Full Release

OAKLAND, CALIF. — For the first time, California cities and counties can measure how well their new cannabis ordinances are protecting youth and supporting social equity. Released today by Getting it Right from the Start at the Public Health Institute (PHI), 157 scorecards summarize cannabis policies in each of the California cities and counties that have opted to permit storefront sales of recreational cannabis. The scorecards bring light to a patchwork of local policies that often fall far short of what public health leaders believe is necessary to prevent the cannabis industry from following in the footsteps of Big Tobacco.

“California is solidly in the ‘Wild West’ of cannabis regulation, creating an overheated cannabis market that has already led to increases in teen use. This approach can have serious negative impacts on physical and mental health, as well as equity,” says pediatrician Lynn Silver, MD, MPH, who heads PHI’s Getting it Right from the Start project.

The City of San Luis Obispo scored the highest of all jurisdictions, with 52 points, thanks to several early and bold actions by the city council, including limiting the number of retailers and distancing them from places that serve youth. Contra Costa County came in second, showing nationwide leadership by prohibiting the sale of flavored products for inhalation or combustion, widely known to hook kids, and establishing zoning rules beyond state law to keep cannabis storefronts away from schools.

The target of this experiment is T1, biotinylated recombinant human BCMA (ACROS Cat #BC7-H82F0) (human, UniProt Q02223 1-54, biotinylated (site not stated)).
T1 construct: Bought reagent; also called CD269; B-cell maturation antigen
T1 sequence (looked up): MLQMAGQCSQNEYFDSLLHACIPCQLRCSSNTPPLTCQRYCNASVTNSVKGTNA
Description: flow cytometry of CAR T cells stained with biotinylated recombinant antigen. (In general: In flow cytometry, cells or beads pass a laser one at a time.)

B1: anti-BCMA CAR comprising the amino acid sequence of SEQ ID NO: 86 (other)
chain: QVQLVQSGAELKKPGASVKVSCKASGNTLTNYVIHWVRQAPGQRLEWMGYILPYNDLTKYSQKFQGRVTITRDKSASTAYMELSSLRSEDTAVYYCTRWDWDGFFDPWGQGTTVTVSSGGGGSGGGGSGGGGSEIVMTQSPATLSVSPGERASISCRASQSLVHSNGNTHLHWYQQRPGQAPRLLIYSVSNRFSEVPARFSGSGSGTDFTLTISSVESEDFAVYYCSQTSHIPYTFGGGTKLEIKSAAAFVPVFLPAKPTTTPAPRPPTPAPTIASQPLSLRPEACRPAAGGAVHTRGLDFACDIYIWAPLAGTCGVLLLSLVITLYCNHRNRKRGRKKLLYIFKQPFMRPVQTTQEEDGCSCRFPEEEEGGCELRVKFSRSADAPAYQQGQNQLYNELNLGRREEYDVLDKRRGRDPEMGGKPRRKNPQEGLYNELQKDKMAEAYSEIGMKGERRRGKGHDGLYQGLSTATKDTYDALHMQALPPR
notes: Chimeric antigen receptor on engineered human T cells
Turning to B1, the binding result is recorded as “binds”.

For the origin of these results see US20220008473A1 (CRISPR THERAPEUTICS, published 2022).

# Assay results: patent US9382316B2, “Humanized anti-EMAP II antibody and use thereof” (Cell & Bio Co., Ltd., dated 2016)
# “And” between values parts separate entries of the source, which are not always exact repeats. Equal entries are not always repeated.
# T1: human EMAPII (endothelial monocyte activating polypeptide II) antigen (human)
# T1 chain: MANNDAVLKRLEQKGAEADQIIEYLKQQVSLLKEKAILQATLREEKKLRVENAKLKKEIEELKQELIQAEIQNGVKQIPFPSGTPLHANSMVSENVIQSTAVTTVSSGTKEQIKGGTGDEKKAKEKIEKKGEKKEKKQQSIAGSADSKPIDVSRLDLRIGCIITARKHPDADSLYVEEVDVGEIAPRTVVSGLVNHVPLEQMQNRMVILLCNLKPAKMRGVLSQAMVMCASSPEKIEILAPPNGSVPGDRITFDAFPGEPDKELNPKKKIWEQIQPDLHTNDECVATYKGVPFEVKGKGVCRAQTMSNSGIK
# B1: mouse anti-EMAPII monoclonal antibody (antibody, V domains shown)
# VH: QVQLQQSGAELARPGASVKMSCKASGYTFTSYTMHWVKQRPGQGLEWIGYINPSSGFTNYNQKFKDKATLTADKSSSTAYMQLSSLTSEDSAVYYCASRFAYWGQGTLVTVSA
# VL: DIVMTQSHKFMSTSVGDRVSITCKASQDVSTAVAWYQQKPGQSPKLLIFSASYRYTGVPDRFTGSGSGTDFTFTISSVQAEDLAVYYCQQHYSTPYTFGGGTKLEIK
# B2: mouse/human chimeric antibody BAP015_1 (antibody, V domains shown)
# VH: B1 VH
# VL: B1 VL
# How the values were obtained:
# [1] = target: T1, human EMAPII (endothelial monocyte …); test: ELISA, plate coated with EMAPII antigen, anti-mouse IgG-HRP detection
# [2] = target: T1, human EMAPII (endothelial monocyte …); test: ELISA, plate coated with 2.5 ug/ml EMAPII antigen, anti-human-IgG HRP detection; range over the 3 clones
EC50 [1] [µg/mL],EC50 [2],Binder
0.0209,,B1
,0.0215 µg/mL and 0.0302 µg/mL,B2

“The practical information PHI offers to cities and counties is indispensable, and was used to formulate our local rules,” says Dan Peddycord, Director of Public Health for Contra Costa County.  “Local governments’ decisions over the next few years will be critical. If we do this right, we can provide safer legal access while reversing epidemic increases in youth vaping and heavy use of marijuana. But without swift action, we could expose our young people to harm for decades to come.”

Based on a 100-point scale, the scorecards measure 27 specific local policies across six categories: storefront-specific requirements, taxes…



Read MoreLocal Scorecards Provide Glimpse into California’s ‘Wild West’ Patchwork of